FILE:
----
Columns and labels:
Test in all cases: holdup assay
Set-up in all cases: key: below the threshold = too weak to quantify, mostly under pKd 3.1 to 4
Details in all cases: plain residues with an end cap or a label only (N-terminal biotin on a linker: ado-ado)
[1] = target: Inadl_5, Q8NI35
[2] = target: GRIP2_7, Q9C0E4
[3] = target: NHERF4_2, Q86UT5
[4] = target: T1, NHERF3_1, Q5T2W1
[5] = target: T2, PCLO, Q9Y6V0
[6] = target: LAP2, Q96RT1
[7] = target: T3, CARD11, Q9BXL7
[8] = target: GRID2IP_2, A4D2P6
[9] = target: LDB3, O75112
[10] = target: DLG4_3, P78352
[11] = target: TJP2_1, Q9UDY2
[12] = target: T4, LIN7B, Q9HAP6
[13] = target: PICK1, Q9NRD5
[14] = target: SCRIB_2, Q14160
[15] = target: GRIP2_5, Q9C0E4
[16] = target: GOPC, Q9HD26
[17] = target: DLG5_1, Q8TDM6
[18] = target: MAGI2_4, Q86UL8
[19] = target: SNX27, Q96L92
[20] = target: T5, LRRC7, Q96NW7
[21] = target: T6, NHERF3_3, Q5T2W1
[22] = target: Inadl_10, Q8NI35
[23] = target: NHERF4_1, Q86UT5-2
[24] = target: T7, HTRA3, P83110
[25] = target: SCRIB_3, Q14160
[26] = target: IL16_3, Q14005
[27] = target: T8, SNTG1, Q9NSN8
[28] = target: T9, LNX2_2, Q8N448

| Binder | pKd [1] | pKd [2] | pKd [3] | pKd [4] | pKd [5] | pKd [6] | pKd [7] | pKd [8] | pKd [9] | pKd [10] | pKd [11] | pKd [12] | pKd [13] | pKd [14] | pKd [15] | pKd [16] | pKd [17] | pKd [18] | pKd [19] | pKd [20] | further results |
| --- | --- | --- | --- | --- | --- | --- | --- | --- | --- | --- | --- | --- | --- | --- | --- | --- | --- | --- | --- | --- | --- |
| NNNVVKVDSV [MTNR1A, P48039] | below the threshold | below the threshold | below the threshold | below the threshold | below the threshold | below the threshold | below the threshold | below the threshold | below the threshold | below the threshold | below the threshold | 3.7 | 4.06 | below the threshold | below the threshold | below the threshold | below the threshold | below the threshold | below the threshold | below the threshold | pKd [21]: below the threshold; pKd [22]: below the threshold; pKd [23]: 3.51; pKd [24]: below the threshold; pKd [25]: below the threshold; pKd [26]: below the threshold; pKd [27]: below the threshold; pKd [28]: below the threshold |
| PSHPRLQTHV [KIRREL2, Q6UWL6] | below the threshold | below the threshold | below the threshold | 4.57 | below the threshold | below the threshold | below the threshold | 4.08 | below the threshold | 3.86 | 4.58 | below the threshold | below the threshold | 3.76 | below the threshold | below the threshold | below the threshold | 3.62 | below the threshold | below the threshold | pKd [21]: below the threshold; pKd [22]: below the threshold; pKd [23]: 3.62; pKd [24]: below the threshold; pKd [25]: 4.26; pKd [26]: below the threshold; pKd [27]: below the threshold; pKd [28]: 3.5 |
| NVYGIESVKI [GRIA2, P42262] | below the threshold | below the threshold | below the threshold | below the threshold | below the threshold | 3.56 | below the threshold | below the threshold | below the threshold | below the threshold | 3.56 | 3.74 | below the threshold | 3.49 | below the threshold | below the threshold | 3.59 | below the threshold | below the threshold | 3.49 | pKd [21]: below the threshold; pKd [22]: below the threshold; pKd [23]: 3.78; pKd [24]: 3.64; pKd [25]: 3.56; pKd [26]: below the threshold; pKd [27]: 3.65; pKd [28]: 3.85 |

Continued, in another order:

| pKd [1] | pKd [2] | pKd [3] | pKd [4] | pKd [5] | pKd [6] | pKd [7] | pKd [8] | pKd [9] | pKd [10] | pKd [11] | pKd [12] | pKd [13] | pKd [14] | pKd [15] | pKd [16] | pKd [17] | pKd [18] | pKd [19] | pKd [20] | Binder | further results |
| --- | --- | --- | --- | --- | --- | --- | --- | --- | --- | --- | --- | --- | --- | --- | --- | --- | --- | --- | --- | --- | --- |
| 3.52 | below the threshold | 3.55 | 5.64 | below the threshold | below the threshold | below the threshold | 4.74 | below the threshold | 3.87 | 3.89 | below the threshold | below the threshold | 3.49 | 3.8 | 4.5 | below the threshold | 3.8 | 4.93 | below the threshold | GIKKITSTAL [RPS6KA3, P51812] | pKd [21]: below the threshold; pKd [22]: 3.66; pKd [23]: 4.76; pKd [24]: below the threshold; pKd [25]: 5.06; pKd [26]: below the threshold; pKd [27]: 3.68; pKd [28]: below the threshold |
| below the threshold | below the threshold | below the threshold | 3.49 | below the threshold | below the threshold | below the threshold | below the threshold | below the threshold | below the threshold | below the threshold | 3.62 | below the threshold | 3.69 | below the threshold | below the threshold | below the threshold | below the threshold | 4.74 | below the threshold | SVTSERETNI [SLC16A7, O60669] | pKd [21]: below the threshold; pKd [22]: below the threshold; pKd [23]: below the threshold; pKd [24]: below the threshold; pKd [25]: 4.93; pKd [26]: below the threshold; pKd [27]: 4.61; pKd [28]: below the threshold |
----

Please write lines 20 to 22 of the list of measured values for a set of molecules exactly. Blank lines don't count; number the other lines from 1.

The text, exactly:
[16] = target: GOPC, Q9HD26
[17] = target: DLG5_1, Q8TDM6
[18] = target: MAGI2_4, Q86UL8